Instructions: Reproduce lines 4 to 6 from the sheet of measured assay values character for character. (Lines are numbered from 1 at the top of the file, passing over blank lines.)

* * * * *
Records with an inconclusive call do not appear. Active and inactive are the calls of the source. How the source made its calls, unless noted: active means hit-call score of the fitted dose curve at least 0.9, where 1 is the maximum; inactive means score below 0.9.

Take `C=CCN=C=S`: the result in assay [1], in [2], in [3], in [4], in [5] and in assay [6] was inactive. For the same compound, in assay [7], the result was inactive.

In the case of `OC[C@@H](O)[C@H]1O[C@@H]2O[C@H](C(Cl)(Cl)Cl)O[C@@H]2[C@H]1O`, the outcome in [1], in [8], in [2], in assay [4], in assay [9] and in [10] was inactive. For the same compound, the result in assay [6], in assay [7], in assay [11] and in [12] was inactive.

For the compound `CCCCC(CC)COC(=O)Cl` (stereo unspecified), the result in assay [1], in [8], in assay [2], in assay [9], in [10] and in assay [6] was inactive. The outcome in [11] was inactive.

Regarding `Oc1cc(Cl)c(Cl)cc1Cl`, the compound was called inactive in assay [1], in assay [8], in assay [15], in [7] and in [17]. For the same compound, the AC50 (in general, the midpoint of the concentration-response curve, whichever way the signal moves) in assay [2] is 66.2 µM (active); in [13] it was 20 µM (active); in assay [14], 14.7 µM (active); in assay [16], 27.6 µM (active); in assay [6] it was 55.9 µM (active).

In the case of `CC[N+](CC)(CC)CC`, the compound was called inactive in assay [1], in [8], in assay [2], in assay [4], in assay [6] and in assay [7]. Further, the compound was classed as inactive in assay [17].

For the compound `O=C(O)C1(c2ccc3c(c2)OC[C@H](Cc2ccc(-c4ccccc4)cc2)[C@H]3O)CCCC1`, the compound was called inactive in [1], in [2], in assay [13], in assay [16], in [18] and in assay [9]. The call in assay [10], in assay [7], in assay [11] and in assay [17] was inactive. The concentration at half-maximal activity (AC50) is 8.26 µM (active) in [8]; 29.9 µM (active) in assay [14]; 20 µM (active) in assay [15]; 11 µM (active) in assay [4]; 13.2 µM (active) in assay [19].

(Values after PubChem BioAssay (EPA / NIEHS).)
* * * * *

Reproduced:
For the compound `CCCCC(CC)COC(=O)Cl` (stereo unspecified), the result in assay [1], in [8], in assay [2], in assay [9], in [10] and in assay [6] was inactive. The outcome in [11] was inactive.

Regarding `Oc1cc(Cl)c(Cl)cc1Cl`, the compound was called inactive in assay [1], in assay [8], in assay [15], in [7] and in [17]. For the same compound, the AC50 (in general, the midpoint of the concentration-response curve, whichever way the signal moves) in assay [2] is 66.2 µM (active); in [13] it was 20 µM (active); in assay [14], 14.7 µM (active); in assay [16], 27.6 µM (active); in assay [6] it was 55.9 µM (active).

In the case of `CC[N+](CC)(CC)CC`, the compound was called inactive in assay [1], in [8], in assay [2], in assay [4], in assay [6] and in assay [7]. Further, the compound was classed as inactive in assay [17].